When you have a complex or advanced disease, the problems it causes can feel like they’re piling up on you, one on top of another, until it’s hard to see much else. It’s not easy to find comfort in your days with illness wearing so heavily on your body and mind.
That’s why if you’re on a serious illness journey, or are helping guide a loved one through it, finding a good partner can make all the difference. Here’s how to know when palliative care is an appropriate choice for your family.
What is palliative care?
Palliative care provides relief from the symptoms and stress of a serious illness. Care teams provide support for your physical, emotional, and spiritual well-being to help you find an improved quality of life.
For example, many serious illnesses cause pain, shortness of breath, fatigue, or trouble sleeping and eating. Managing these issues and other aspects of an illness can feel overwhelming.
Your palliative care team looks at the full picture of what you’re experiencing, working alongside your primary care provider and hand in hand with your treatment team. Depending on your needs, your team may include:
- Oversight from a doctor
- Visits from a nurse practitioner
- Visits or calls from a medical social worker
- Visits or calls from a chaplain or spiritual counselor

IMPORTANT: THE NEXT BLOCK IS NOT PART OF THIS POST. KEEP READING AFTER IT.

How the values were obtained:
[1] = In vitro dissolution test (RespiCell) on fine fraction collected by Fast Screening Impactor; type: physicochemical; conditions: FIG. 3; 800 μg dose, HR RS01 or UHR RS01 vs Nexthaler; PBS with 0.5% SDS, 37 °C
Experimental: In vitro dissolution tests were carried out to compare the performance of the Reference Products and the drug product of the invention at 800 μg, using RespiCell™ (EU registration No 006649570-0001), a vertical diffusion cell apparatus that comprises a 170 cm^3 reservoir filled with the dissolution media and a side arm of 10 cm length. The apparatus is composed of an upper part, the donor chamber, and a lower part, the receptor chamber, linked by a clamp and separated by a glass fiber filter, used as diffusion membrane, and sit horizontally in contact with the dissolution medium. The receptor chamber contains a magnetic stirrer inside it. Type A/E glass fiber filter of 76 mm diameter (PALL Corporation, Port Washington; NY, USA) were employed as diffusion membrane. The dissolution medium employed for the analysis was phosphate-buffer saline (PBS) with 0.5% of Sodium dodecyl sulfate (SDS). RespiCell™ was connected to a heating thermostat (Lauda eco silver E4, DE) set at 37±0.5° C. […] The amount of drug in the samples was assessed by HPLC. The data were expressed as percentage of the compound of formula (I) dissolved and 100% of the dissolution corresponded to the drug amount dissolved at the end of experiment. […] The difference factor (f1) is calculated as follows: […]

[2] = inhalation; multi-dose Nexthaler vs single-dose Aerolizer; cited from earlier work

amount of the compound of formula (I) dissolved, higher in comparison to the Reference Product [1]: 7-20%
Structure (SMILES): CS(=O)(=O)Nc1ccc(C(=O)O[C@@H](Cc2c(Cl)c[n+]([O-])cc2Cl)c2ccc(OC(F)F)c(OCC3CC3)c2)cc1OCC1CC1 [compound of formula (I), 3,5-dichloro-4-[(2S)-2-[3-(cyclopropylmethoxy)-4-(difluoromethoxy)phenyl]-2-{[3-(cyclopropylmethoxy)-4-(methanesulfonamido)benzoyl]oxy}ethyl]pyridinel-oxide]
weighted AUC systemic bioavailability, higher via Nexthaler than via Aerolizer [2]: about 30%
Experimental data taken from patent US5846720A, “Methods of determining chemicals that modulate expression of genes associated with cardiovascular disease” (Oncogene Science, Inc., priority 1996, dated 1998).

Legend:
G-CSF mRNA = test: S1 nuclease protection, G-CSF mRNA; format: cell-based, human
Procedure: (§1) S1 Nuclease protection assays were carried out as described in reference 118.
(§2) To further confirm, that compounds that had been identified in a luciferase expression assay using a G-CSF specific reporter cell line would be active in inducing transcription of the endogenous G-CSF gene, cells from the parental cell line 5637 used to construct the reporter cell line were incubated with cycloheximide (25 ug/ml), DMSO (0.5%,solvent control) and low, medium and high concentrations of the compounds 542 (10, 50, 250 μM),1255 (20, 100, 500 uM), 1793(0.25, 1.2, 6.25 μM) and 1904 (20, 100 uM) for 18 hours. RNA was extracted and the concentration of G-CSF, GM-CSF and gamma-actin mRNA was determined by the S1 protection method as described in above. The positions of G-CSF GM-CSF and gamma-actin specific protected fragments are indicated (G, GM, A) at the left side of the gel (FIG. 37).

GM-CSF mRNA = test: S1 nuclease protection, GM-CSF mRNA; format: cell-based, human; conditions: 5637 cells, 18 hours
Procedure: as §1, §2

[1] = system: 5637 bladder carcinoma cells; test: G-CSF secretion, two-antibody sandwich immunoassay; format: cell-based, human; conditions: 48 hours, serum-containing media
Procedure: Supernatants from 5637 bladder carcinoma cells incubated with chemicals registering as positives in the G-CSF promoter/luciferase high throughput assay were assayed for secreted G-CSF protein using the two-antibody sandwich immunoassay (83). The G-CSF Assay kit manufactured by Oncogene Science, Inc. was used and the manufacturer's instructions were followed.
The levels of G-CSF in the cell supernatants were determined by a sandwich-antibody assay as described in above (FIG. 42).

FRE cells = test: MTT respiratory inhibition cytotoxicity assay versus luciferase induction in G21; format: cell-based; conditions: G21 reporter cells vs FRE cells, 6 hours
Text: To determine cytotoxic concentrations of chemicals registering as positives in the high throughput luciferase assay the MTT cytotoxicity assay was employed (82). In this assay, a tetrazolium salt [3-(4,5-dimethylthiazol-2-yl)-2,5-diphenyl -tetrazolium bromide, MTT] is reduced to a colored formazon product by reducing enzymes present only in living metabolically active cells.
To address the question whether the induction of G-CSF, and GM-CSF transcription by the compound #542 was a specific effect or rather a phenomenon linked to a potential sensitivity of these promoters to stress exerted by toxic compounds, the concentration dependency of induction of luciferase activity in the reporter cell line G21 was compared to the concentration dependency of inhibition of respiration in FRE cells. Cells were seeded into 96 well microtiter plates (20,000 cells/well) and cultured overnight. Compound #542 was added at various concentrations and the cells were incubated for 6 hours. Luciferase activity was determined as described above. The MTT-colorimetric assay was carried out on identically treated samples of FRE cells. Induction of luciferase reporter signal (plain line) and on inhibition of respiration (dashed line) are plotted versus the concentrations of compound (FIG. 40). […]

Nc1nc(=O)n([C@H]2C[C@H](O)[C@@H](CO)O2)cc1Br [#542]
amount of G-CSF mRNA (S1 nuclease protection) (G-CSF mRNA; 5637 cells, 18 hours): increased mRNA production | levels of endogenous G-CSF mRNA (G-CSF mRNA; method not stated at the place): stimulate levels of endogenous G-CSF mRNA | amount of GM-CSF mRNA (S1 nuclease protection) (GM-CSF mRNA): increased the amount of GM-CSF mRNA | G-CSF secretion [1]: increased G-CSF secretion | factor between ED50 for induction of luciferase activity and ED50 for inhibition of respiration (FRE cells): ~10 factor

- Other specialists
Patients also play an important role in their care team by sharing their goals. For example, one patient may want to focus on healing, while another wants to find acceptance in an advanced stage of an illness.
How is palliative care different from other kinds of care?
Palliative care is different from hospice care, which is used when someone nears the end of their life. Palliative care is an appropriate option for people with serious illness, whether they continue to seek treatment to get better or not—and it starts when a person is diagnosed and continues throughout their illness.
What are the benefits of palliative care?
Palliative care can help people feel better even if they continue to face serious illness. Benefits include:
- A better quality of life
- Fewer hospital visits and more independence
- Relief from physical, emotional, and spiritual symptoms
- Support through all stages of illness and treatment
And it goes beyond just helping the patient—it can help families as well. Caring for a loved one with a serious illness can be challenging. This type of care offers compassion and support for all involved.
If a patient’s illness progresses, care teams are also knowledgeable regarding sensitive issues. From helping you with treatment decisions to respecting your wishes when it comes to end-of-life matters, they will be a constant source of support.
Who can receive palliative care?
Palliative care requires a doctor’s order. It’s for people with serious or life-limiting illnesses with symptoms that affect their quality of life or ability to perform daily tasks. For example, patients with cancer, heart failure, or Parkinson’s disease may use this kind of care. Many other illnesses may also qualify.
At Traditions Health, our team members focus on helping people have the best quality of life possible even when facing serious illness. To learn more click the Request Care button below.
- Acute Kidney Injury
- Advance Directive
- Alzheimer’s and Dementia
- Chronic Kidney Disease
- Home Health Care
- Hospice Care
- Multiple Myeloma
- Multiple Sclerosis
- Occupational Therapy
- Palliative Care
- Physical Therapy
- Speech Therapy
- Spiritual Counselor
- Stroke Patients